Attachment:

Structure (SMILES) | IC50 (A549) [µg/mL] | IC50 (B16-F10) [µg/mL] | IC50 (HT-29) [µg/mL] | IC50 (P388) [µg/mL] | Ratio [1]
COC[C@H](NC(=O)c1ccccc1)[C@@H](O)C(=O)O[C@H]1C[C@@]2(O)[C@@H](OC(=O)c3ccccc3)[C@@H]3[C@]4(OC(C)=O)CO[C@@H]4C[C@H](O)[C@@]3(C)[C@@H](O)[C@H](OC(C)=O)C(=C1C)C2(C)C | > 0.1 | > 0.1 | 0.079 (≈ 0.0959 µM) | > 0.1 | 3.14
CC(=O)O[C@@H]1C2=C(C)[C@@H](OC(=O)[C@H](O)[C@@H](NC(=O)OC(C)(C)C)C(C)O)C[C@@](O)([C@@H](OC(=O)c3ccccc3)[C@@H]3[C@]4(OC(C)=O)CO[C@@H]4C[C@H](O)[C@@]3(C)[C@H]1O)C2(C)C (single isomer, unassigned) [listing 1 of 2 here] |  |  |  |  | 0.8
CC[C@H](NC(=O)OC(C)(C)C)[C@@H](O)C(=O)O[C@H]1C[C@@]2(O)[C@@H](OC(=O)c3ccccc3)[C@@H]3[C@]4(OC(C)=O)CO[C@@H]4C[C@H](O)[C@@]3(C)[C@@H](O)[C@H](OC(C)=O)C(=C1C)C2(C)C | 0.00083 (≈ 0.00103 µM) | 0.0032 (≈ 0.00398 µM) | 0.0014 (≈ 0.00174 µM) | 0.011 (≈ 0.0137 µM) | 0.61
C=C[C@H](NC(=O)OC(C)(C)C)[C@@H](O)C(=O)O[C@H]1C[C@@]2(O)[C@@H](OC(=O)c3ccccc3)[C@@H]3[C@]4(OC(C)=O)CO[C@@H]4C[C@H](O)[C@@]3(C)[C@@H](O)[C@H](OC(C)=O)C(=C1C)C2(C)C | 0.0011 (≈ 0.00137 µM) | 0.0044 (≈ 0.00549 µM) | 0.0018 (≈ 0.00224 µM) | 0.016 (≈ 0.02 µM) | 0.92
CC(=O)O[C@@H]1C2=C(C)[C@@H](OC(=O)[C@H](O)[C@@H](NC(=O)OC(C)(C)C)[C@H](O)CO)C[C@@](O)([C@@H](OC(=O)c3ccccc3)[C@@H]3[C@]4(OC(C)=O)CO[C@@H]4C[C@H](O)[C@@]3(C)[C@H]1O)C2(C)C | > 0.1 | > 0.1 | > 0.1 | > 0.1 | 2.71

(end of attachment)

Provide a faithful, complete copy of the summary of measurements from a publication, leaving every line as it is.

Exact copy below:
Structure (SMILES) | IC50 (A549) [µg/mL] | IC50 (B16-F10) [µg/mL] | IC50 (HT-29) [µg/mL] | IC50 (P388) [µg/mL] | Ratio [1]
COC[C@H](NC(=O)c1ccccc1)[C@@H](O)C(=O)O[C@H]1C[C@@]2(O)[C@@H](OC(=O)c3ccccc3)[C@@H]3[C@]4(OC(C)=O)CO[C@@H]4C[C@H](O)[C@@]3(C)[C@@H](O)[C@H](OC(C)=O)C(=C1C)C2(C)C | > 0.1 | > 0.1 | 0.079 (≈ 0.0959 µM) | > 0.1 | 3.14
CC(=O)O[C@@H]1C2=C(C)[C@@H](OC(=O)[C@H](O)[C@@H](NC(=O)OC(C)(C)C)C(C)O)C[C@@](O)([C@@H](OC(=O)c3ccccc3)[C@@H]3[C@]4(OC(C)=O)CO[C@@H]4C[C@H](O)[C@@]3(C)[C@H]1O)C2(C)C (single isomer, unassigned) [listing 1 of 2 here] |  |  |  |  | 0.8
CC[C@H](NC(=O)OC(C)(C)C)[C@@H](O)C(=O)O[C@H]1C[C@@]2(O)[C@@H](OC(=O)c3ccccc3)[C@@H]3[C@]4(OC(C)=O)CO[C@@H]4C[C@H](O)[C@@]3(C)[C@@H](O)[C@H](OC(C)=O)C(=C1C)C2(C)C | 0.00083 (≈ 0.00103 µM) | 0.0032 (≈ 0.00398 µM) | 0.0014 (≈ 0.00174 µM) | 0.011 (≈ 0.0137 µM) | 0.61
C=C[C@H](NC(=O)OC(C)(C)C)[C@@H](O)C(=O)O[C@H]1C[C@@]2(O)[C@@H](OC(=O)c3ccccc3)[C@@H]3[C@]4(OC(C)=O)CO[C@@H]4C[C@H](O)[C@@]3(C)[C@@H](O)[C@H](OC(C)=O)C(=C1C)C2(C)C | 0.0011 (≈ 0.00137 µM) | 0.0044 (≈ 0.00549 µM) | 0.0018 (≈ 0.00224 µM) | 0.016 (≈ 0.02 µM) | 0.92
CC(=O)O[C@@H]1C2=C(C)[C@@H](OC(=O)[C@H](O)[C@@H](NC(=O)OC(C)(C)C)[C@H](O)CO)C[C@@](O)([C@@H](OC(=O)c3ccccc3)[C@@H]3[C@]4(OC(C)=O)CO[C@@H]4C[C@H](O)[C@@]3(C)[C@H]1O)C2(C)C | > 0.1 | > 0.1 | > 0.1 | > 0.1 | 2.71